19. When things go wrong...
20. ... as they sometimes will
21. All is affected
22. A performance management system will cost your company money if not handled well. And, in many cases, performance management systems are not handled well.
23. So, do performance systems do more harm than good?
24. There are two schools of thought: FOR the performance systems AGAINST the performance systems
25. Now that I’ve given you a general framework of the performance management systems... Where do we fail?
26. Most of the performance management done for years and years and years...
27. Has one base theory...
28. ...which does not work anymore! Algorithmic vs Heuristic Extrinsic vs Intrinsic Motivation 3.0 When the reward is the job itself
29. Maybe we need to change something?
30. There are 3 major pillars of performance management systems.
31. Your company culture Your expectations from the system The involvement of all your employees
32. If you want to make a quick check...
33. Does our system really measure our company values? ... 3 questions you need to ask yourself: Does our system get implemented with sincerity? Do people really learn what they must do to improve their performance?
34. If you say no to any of these, you can well do without your existing system Or you need to do something to improve it NOW
35. What does typically go wrong?
36. Performance appraisals Performance management system itself
37. The performance management system itself The misfit > Company culture and the system Low credibility > Losing people’s TRUST in the system No link to other HR functions > Leaving it ALONE and ISOLATED. SHALLOW > Only done via appraisals 1-2 times a year. No follow up. Forgetting that it’s all about HUMAN Failing to make it CLEAR and SIMPLE Failing to explain the employee the WHY and WHERE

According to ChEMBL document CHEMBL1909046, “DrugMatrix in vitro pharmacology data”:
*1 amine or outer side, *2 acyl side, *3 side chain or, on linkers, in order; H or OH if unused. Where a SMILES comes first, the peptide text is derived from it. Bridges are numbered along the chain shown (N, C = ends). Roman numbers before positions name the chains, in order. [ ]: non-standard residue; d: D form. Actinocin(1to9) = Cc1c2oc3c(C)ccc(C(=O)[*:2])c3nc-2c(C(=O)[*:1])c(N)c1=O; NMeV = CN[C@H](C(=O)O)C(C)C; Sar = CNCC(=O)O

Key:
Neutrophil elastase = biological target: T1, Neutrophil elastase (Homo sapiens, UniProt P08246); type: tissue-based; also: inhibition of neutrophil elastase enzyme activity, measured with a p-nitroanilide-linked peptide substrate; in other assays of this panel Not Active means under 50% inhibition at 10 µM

38. No preparation for the appraisal interview Leaving it to the last minute, postponing it, cancelling it. Making it a monologue, not listening. Not recording, failing to create a performance history. Using old fashioned methods. Confusing future potential with current performance. Failing to provide examples. Criticisizing the person, not the job done/performance. Having hard time delivering difficult messages. The performance appraisal
39. Too kind > Overrating a bad performer. Taking a blaming attitude. Making it only about salary increase. Oscillating between the best and the worst ratings. OR > Rating everyone as «average». Surprises! Failing to agree upon the objectives. Comparing the employee with other employees. Forgetting the legal aspect. The performance appraisal
40. Jack Welch, Winning Make your system a rigorous, nonbureaucratic evaluation system. Very few companies have meaningful evaluation systems in place. That’s not just bad, it’s terrible!
41. To improve what we currently do:
42. Consider your culture and your industry. One size does not fit all.
43. Prioritize RECOGNITION. Show what’s really valued.
44. Clearly explain the place of performance in the FUTURE and the STRATEGY of the company. Not just how the employee performs but also why and where.
45. Get participation. Listen to your employees to improve your system.
46. Launch 360 degree evaluations. They decrease the subjectivity of the system substantially.
47. Do a calibration: It increases objectivity, balances out and creates a better sense of fairness.
48. Tie it to the rewards: Promote superior performance by monetary and non monetary rewards.
49. Tie it to talent management.
50. Don’t miss feedback opportunities thoroughout the year. Instant feedback works best.
51. Make sure the appraisals done well!
52. Don’t focus on forms and procedures. Stay away from the mechanic of the system. Forget the traditional, focus on the essential.
53. But first and foremost.... Remember Motivation 3.0! Create a work environment where everyone feels the HUMAN element where the job is the REWARD itself where a good performance management system HELPS YOU BUILD THE FUTURE